Letter: We need economy based on renewables
To the Editor:
Understandably, much of the passionate opposition from my fellow residents concerned the reasonable expectation of declining air quality and their property values.
Still, Mayor Gronbach’s concluding statement to the town implicitly raises the most significant issue at hand — one largely absent during the Panda presentations: “My hope is that they (Panda) will continue their work of building modern plants that allow coal and oil-fired plants to be decommissioned.”
In truth, this statement and the Panda proposal sidestep the emergency represented by global warming and the imperative to move very quickly to avert catastrophic climate change.
Clearly decommissioning coal and oil-fired plants has served the transition from much dirtier coal/oil to an energy economy based on renewables.
Nonetheless, gas-powered Panda power plants — admittedly cleaner than coal/oil plants — would still perpetuate the use of fossil fuels beyond the time scientists set for peak natural gas consumption.
For example, Panda implied its proposed combined-cycle natural gas plant would be a mostly benign “bridge” to a carbon emissions-free future.
But climate scientists disagree.
For example, in the July 20 issue of the Bulletin of the Atomic Scientists, Amber Lin cogently challenges the value of combined-cycle natural gas power plants as transition fuel plants.
She quotes Michael Levi, special assistant to the president for energy and economic policy: “To limit global warming to a maximum of 2 degrees Celsius over pre-industrial levels ... global gas consumption would have to peak around 2020 to 2030.”
Lin continues, “But for a combined-cycle natural gas plant to be economically feasible, it would typically need 15 to 20 years to make up for start-up costs . .. and even longer to become profitable. This means that a combined-cycle plant built in 2016 would break even no sooner than 2031, and would have to run for several more decades to be a worthwhile investment.
Levi’s 2030 limit for peak emissions translates to major fossil fuel reductions after 2030. Owners and backers, however, will not want to shut down gas plants that are just beginning to generate a profit.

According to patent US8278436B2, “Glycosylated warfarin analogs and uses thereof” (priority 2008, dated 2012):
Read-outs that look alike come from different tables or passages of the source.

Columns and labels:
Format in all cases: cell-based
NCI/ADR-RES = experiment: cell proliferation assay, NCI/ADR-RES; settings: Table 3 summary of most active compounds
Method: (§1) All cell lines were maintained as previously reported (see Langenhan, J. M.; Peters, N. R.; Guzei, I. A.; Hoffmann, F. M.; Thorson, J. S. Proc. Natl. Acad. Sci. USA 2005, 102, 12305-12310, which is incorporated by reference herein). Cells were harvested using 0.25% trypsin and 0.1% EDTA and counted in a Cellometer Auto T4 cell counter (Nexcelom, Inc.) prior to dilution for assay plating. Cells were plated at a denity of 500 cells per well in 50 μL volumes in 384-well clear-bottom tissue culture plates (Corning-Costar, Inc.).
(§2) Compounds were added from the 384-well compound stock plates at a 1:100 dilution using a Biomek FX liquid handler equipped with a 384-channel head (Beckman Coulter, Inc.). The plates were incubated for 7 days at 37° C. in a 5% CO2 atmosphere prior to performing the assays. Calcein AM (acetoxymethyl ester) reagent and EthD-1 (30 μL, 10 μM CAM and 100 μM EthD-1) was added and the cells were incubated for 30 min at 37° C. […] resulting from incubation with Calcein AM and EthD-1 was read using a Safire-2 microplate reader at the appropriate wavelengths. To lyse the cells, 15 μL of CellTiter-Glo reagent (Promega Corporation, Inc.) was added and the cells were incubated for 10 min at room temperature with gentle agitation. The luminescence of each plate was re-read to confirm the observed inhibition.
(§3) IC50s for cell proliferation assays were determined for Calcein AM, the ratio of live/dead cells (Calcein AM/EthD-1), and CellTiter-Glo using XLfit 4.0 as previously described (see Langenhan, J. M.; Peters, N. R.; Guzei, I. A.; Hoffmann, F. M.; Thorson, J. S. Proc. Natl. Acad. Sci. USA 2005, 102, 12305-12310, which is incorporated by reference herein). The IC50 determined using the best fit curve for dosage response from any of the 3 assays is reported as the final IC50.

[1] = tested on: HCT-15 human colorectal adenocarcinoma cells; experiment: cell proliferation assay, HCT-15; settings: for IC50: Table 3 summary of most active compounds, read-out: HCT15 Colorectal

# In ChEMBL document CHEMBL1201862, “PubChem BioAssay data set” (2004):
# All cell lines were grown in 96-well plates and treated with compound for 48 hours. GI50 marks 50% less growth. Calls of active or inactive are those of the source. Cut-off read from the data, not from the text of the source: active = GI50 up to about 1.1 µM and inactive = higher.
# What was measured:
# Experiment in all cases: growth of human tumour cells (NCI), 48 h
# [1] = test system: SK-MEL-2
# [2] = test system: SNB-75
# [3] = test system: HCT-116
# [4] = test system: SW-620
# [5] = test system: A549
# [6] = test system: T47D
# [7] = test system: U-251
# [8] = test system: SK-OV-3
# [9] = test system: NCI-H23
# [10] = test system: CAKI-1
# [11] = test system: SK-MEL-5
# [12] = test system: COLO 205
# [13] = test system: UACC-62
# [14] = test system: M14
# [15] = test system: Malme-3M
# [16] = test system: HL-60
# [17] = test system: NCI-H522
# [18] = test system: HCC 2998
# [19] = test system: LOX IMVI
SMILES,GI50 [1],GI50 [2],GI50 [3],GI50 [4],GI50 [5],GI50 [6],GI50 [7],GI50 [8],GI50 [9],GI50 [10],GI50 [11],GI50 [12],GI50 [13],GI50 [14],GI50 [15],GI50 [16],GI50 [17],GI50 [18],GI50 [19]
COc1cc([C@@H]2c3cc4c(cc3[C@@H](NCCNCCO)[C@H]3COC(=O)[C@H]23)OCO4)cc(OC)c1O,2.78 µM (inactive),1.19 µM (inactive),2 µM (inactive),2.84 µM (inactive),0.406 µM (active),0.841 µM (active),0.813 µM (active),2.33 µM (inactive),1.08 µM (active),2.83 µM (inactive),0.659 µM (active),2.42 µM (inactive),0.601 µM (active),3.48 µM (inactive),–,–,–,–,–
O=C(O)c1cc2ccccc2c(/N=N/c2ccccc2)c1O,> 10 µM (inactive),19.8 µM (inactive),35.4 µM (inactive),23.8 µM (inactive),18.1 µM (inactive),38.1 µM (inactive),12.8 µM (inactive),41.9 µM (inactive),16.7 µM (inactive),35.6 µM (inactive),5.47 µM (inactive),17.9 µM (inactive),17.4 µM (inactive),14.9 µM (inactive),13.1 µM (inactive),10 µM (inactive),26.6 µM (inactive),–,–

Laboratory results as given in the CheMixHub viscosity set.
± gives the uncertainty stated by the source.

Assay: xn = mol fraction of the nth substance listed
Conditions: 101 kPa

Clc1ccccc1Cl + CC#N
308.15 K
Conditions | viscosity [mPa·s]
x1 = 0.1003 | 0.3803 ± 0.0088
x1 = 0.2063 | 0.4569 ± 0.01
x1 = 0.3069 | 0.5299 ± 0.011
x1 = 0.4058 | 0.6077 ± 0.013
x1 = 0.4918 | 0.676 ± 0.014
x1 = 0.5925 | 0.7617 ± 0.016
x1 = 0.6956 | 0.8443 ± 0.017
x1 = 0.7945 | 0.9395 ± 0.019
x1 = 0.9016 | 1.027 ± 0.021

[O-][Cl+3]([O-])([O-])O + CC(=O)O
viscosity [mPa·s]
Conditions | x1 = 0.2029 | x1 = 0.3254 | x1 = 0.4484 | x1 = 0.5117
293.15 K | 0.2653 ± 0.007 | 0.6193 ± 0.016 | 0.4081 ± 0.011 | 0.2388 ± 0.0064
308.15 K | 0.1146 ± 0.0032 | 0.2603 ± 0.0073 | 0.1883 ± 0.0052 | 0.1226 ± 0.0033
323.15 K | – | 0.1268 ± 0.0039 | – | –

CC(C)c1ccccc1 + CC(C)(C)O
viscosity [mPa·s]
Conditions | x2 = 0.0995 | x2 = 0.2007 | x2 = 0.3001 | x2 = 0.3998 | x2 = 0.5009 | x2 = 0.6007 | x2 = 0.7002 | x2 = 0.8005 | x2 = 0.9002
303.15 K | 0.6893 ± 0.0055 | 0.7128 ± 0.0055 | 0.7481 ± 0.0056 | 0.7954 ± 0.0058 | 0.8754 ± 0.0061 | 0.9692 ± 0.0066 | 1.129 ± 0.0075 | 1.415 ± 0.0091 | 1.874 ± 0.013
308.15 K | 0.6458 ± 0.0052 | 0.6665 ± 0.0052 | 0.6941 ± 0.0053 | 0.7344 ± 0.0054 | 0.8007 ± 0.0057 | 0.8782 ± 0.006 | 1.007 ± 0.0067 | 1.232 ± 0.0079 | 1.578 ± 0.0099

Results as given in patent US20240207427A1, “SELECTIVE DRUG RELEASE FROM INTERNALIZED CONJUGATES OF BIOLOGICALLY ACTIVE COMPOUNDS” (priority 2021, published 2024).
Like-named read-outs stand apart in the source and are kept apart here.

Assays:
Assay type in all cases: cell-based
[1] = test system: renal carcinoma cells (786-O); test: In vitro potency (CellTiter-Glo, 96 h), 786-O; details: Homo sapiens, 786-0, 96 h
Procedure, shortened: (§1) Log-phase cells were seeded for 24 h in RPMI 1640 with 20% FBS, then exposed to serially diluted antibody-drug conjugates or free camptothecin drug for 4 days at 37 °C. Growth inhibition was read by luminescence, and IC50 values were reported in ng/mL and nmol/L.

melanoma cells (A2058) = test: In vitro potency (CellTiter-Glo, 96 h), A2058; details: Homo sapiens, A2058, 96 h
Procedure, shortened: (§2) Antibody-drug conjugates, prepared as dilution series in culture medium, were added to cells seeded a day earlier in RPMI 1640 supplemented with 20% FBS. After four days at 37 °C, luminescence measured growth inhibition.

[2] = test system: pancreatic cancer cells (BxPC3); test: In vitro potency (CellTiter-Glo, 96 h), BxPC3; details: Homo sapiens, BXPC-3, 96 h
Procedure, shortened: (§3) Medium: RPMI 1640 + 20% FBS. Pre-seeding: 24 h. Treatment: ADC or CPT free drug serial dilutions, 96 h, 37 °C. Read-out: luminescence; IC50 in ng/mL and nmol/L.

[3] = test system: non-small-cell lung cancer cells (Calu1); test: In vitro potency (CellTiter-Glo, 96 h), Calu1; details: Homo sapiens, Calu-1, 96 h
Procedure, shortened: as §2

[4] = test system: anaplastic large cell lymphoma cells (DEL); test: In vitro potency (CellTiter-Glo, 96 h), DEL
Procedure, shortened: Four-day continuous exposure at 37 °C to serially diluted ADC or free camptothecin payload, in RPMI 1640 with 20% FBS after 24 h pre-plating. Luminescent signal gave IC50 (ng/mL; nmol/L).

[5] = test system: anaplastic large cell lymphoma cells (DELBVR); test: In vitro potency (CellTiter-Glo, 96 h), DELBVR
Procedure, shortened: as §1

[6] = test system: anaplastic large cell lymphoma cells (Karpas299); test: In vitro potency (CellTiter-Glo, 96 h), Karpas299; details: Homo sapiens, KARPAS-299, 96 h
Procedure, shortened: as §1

Again, as an example, the proposed Panda plant for New Milford wouldn’t be approved and built until 2020 at the earliest, not recoup costs until 2035, and need a few more decades to become profitable — far beyond the peak gas consumption date of 2020-2030, that is, unless Panda agreed to shut it down by 2030? Unlikely.
In sum, building gas power plants now is going in the wrong direction.
Doing so diverts attention from the need to expand renewables (macro solar, e.g., solar farms), encourages the illusion that catastrophic climate change lies in the distant future and becomes a disincentive for us to conserve.
Our government has wisely joined another 194 countries in adopting the first universal, legally binding global climate deal at the Paris Climate Conference in December 2015.
The U.S. and China — the biggest carbon polluters in the world — signed/ratified it in September.
As it states, “The Paris Agreement is a bridge between today’s policies and climate-neutrality before the end of the century. ... And agreement “on the need for global emissions to peak as soon as possible.”
Still, Alden Meyer, of the Union of Concerned Scientists, worries: “Will we decarbonize the global economy quickly enough to stay out ahead of the physical impacts of climate change. ... There, the jury is out. We really are in a race with the physical climate system, and we’re seeing mounting impacts of climate change by the week.”
Clearly, the U.S. — Connecticut — needs to move quickly to develop an energy economy based on renewables.
I trust that in withdrawing the Panda proposal, Mayor Gronbach recognizes that the projected financial benefits to New Milford from a fossil-fueled power plant came with too much environmental and existential cost.